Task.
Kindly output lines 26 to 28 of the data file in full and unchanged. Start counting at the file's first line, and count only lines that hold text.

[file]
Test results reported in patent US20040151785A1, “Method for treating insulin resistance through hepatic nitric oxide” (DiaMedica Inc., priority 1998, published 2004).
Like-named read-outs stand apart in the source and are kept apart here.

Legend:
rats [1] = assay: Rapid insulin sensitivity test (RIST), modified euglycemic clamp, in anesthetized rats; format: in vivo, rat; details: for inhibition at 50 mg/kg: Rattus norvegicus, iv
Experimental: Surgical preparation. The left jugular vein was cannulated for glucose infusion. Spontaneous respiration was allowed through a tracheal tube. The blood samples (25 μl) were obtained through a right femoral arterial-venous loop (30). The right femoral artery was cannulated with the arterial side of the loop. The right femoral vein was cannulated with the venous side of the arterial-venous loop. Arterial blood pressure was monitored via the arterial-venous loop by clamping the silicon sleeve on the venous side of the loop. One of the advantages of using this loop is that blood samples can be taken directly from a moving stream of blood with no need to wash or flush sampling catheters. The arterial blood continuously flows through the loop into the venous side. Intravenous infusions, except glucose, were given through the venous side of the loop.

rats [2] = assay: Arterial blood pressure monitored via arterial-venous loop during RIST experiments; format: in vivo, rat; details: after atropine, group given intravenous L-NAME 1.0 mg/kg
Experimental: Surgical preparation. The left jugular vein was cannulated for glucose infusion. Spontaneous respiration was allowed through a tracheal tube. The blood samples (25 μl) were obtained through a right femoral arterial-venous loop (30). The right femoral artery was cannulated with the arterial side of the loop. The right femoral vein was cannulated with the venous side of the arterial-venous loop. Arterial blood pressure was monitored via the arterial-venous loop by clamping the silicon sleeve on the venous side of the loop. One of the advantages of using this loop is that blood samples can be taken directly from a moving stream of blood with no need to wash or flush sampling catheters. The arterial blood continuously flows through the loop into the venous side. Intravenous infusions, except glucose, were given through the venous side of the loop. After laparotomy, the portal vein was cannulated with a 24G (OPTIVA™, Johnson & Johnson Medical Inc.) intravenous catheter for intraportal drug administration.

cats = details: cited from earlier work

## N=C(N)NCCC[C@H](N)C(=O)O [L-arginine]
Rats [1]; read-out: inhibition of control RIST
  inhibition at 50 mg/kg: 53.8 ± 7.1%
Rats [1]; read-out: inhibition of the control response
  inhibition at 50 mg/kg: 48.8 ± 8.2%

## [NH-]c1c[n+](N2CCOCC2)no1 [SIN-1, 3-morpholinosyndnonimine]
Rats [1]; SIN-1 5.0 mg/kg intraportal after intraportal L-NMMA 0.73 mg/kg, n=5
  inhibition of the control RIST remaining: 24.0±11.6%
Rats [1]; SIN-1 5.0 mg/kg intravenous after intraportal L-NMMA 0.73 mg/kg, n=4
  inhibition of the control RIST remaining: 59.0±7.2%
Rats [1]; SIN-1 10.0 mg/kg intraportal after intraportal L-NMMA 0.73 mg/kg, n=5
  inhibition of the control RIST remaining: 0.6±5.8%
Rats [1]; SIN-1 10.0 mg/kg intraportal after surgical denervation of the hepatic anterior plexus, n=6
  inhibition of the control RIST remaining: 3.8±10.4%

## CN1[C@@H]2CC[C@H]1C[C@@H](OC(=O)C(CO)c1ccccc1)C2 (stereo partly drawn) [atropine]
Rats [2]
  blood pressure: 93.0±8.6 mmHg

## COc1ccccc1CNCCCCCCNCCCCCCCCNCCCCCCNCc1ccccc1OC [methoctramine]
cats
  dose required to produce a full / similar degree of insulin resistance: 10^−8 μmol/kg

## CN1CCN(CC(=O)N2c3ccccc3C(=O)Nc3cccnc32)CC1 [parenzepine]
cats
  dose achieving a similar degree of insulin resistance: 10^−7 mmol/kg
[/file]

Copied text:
## COc1ccccc1CNCCCCCCNCCCCCCCCNCCCCCCNCc1ccccc1OC [methoctramine]
cats
  dose required to produce a full / similar degree of insulin resistance: 10^−8 μmol/kg